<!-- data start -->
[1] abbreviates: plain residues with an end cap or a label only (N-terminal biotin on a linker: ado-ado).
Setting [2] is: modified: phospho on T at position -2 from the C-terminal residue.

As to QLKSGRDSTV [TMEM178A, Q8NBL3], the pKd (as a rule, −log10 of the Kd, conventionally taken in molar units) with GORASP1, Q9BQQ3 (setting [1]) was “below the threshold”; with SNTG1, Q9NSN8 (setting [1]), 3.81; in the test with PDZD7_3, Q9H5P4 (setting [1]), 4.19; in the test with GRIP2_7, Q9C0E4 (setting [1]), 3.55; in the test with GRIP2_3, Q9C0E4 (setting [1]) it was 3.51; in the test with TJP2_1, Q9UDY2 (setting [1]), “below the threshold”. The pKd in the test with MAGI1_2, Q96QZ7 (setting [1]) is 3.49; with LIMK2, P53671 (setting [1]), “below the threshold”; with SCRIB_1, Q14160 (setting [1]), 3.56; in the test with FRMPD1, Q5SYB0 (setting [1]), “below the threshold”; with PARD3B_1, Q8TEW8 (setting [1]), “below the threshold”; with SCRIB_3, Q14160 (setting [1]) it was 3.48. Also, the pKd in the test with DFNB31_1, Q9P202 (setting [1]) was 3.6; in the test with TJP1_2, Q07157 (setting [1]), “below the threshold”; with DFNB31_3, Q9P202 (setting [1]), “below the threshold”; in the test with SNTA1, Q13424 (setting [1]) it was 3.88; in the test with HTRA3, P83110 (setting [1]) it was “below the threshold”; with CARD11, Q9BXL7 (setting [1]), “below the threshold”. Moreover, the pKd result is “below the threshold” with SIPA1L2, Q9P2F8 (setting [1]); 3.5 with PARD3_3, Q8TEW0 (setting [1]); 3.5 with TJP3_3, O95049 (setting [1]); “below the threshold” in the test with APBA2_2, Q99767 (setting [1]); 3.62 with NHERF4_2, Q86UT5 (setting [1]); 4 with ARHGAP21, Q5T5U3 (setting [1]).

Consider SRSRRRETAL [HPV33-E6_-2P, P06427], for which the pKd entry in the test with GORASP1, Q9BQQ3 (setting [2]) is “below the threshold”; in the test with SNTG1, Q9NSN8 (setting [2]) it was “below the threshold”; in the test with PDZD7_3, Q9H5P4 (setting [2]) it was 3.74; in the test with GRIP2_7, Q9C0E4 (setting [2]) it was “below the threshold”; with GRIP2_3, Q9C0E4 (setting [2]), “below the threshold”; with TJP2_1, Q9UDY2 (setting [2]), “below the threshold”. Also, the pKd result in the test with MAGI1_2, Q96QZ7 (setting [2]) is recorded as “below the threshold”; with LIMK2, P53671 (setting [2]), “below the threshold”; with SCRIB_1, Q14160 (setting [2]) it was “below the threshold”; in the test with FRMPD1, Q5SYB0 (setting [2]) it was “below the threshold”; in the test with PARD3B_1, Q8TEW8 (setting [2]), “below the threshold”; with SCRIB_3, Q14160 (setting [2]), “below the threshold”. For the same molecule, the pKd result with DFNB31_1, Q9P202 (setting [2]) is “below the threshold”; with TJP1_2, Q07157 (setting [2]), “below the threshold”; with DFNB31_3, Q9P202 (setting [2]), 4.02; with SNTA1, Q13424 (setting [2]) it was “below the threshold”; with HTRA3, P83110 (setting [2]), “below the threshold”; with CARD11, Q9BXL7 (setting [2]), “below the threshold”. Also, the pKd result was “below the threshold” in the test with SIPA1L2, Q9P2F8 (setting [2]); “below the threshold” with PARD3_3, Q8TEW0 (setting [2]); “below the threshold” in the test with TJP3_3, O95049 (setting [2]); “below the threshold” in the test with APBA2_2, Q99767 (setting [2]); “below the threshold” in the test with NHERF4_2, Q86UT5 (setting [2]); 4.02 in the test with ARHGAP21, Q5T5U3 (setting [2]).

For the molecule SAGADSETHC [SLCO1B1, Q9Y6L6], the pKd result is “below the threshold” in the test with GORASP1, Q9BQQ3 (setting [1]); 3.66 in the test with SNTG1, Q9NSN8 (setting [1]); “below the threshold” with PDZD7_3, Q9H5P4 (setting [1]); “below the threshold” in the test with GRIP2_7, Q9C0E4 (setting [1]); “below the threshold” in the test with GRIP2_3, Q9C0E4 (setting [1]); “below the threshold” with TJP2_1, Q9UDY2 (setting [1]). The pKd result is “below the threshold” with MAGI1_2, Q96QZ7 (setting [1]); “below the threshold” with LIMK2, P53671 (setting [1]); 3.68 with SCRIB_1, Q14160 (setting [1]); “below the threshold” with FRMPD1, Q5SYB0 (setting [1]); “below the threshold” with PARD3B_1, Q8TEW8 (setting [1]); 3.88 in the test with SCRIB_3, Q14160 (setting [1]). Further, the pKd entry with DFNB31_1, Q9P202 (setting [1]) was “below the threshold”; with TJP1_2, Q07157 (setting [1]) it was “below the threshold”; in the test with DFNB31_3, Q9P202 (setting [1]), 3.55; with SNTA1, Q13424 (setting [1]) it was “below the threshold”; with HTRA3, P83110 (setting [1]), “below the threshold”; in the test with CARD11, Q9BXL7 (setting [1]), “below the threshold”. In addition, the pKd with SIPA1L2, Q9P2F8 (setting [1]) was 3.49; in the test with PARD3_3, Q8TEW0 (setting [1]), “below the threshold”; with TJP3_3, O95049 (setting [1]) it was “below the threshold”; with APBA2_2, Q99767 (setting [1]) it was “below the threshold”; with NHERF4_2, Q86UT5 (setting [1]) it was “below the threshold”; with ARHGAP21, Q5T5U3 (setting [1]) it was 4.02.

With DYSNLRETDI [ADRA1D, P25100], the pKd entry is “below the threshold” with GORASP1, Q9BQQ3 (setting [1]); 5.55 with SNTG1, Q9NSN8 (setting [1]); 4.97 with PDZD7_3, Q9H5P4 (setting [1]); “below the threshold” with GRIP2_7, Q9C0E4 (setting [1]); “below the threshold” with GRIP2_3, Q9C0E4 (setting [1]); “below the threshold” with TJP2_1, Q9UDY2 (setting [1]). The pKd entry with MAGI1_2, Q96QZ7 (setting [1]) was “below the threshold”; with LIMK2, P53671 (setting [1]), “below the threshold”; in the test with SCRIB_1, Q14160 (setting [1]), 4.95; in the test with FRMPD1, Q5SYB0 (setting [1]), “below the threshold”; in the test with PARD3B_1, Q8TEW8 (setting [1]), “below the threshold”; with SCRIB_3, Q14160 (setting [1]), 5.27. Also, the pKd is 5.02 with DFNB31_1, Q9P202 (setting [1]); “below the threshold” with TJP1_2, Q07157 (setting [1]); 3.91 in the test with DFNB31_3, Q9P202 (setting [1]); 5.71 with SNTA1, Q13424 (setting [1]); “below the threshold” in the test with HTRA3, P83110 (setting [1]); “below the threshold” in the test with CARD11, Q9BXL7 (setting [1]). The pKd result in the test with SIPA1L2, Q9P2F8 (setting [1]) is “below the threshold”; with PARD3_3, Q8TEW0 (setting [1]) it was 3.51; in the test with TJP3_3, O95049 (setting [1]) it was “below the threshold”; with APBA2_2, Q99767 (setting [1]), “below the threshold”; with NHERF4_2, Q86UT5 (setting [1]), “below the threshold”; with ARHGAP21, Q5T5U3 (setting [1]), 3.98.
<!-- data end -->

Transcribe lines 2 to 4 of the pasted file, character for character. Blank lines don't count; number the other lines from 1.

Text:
Setting [2] is: modified: phospho on T at position -2 from the C-terminal residue.

As to QLKSGRDSTV [TMEM178A, Q8NBL3], the pKd (as a rule, −log10 of the Kd, conventionally taken in molar units) with GORASP1, Q9BQQ3 (setting [1]) was “below the threshold”; with SNTG1, Q9NSN8 (setting [1]), 3.81; in the test with PDZD7_3, Q9H5P4 (setting [1]), 4.19; in the test with GRIP2_7, Q9C0E4 (setting [1]), 3.55; in the test with GRIP2_3, Q9C0E4 (setting [1]) it was 3.51; in the test with TJP2_1, Q9UDY2 (setting [1]), “below the threshold”. The pKd in the test with MAGI1_2, Q96QZ7 (setting [1]) is 3.49; with LIMK2, P53671 (setting [1]), “below the threshold”; with SCRIB_1, Q14160 (setting [1]), 3.56; in the test with FRMPD1, Q5SYB0 (setting [1]), “below the threshold”; with PARD3B_1, Q8TEW8 (setting [1]), “below the threshold”; with SCRIB_3, Q14160 (setting [1]) it was 3.48. Also, the pKd in the test with DFNB31_1, Q9P202 (setting [1]) was 3.6; in the test with TJP1_2, Q07157 (setting [1]), “below the threshold”; with DFNB31_3, Q9P202 (setting [1]), “below the threshold”; in the test with SNTA1, Q13424 (setting [1]) it was 3.88; in the test with HTRA3, P83110 (setting [1]) it was “below the threshold”; with CARD11, Q9BXL7 (setting [1]), “below the threshold”. Moreover, the pKd result is “below the threshold” with SIPA1L2, Q9P2F8 (setting [1]); 3.5 with PARD3_3, Q8TEW0 (setting [1]); 3.5 with TJP3_3, O95049 (setting [1]); “below the threshold” in the test with APBA2_2, Q99767 (setting [1]); 3.62 with NHERF4_2, Q86UT5 (setting [1]); 4 with ARHGAP21, Q5T5U3 (setting [1]).

Consider SRSRRRETAL [HPV33-E6_-2P, P06427], for which the pKd entry in the test with GORASP1, Q9BQQ3 (setting [2]) is “below the threshold”; in the test with SNTG1, Q9NSN8 (setting [2]) it was “below the threshold”; in the test with PDZD7_3, Q9H5P4 (setting [2]) it was 3.74; in the test with GRIP2_7, Q9C0E4 (setting [2]) it was “below the threshold”; with GRIP2_3, Q9C0E4 (setting [2]), “below the threshold”; with TJP2_1, Q9UDY2 (setting [2]), “below the threshold”. Also, the pKd result in the test with MAGI1_2, Q96QZ7 (setting [2]) is recorded as “below the threshold”; with LIMK2, P53671 (setting [2]), “below the threshold”; with SCRIB_1, Q14160 (setting [2]) it was “below the threshold”; in the test with FRMPD1, Q5SYB0 (setting [2]) it was “below the threshold”; in the test with PARD3B_1, Q8TEW8 (setting [2]), “below the threshold”; with SCRIB_3, Q14160 (setting [2]), “below the threshold”. For the same molecule, the pKd result with DFNB31_1, Q9P202 (setting [2]) is “below the threshold”; with TJP1_2, Q07157 (setting [2]), “below the threshold”; with DFNB31_3, Q9P202 (setting [2]), 4.02; with SNTA1, Q13424 (setting [2]) it was “below the threshold”; with HTRA3, P83110 (setting [2]), “below the threshold”; with CARD11, Q9BXL7 (setting [2]), “below the threshold”. Also, the pKd result was “below the threshold” in the test with SIPA1L2, Q9P2F8 (setting [2]); “below the threshold” with PARD3_3, Q8TEW0 (setting [2]); “below the threshold” in the test with TJP3_3, O95049 (setting [2]); “below the threshold” in the test with APBA2_2, Q99767 (setting [2]); “below the threshold” in the test with NHERF4_2, Q86UT5 (setting [2]); 4.02 in the test with ARHGAP21, Q5T5U3 (setting [2]).